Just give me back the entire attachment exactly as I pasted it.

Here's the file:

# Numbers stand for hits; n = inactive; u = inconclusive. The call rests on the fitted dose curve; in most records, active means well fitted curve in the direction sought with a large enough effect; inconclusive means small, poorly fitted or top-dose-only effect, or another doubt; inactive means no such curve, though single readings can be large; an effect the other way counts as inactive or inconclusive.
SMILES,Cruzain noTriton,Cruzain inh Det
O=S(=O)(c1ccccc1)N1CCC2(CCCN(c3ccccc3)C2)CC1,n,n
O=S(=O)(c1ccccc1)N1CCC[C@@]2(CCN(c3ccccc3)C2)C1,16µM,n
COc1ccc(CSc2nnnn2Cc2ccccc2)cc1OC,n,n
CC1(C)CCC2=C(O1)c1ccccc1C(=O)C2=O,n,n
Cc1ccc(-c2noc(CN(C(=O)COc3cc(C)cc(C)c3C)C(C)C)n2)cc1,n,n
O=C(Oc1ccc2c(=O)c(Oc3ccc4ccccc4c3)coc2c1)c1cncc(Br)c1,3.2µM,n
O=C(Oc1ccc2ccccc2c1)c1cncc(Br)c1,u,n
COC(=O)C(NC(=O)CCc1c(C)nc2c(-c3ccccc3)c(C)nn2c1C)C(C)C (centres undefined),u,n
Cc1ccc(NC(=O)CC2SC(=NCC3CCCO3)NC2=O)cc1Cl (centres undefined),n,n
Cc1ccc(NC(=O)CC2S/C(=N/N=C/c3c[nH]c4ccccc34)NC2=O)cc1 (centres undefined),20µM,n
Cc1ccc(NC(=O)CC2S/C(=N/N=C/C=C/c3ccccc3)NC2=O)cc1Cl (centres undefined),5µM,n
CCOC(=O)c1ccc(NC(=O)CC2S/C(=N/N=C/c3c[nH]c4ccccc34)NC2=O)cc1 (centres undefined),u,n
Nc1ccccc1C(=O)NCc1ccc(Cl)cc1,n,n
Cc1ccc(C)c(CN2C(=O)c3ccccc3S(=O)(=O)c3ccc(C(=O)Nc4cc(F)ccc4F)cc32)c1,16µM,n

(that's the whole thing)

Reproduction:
# Numbers stand for hits; n = inactive; u = inconclusive. The call rests on the fitted dose curve; in most records, active means well fitted curve in the direction sought with a large enough effect; inconclusive means small, poorly fitted or top-dose-only effect, or another doubt; inactive means no such curve, though single readings can be large; an effect the other way counts as inactive or inconclusive.
SMILES,Cruzain noTriton,Cruzain inh Det
O=S(=O)(c1ccccc1)N1CCC2(CCCN(c3ccccc3)C2)CC1,n,n
O=S(=O)(c1ccccc1)N1CCC[C@@]2(CCN(c3ccccc3)C2)C1,16µM,n
COc1ccc(CSc2nnnn2Cc2ccccc2)cc1OC,n,n
CC1(C)CCC2=C(O1)c1ccccc1C(=O)C2=O,n,n
Cc1ccc(-c2noc(CN(C(=O)COc3cc(C)cc(C)c3C)C(C)C)n2)cc1,n,n
O=C(Oc1ccc2c(=O)c(Oc3ccc4ccccc4c3)coc2c1)c1cncc(Br)c1,3.2µM,n
O=C(Oc1ccc2ccccc2c1)c1cncc(Br)c1,u,n
COC(=O)C(NC(=O)CCc1c(C)nc2c(-c3ccccc3)c(C)nn2c1C)C(C)C (centres undefined),u,n
Cc1ccc(NC(=O)CC2SC(=NCC3CCCO3)NC2=O)cc1Cl (centres undefined),n,n
Cc1ccc(NC(=O)CC2S/C(=N/N=C/c3c[nH]c4ccccc34)NC2=O)cc1 (centres undefined),20µM,n
Cc1ccc(NC(=O)CC2S/C(=N/N=C/C=C/c3ccccc3)NC2=O)cc1Cl (centres undefined),5µM,n
CCOC(=O)c1ccc(NC(=O)CC2S/C(=N/N=C/c3c[nH]c4ccccc34)NC2=O)cc1 (centres undefined),u,n
Nc1ccccc1C(=O)NCc1ccc(Cl)cc1,n,n
Cc1ccc(C)c(CN2C(=O)c3ccccc3S(=O)(=O)c3ccc(C(=O)Nc4cc(F)ccc4F)cc32)c1,16µM,n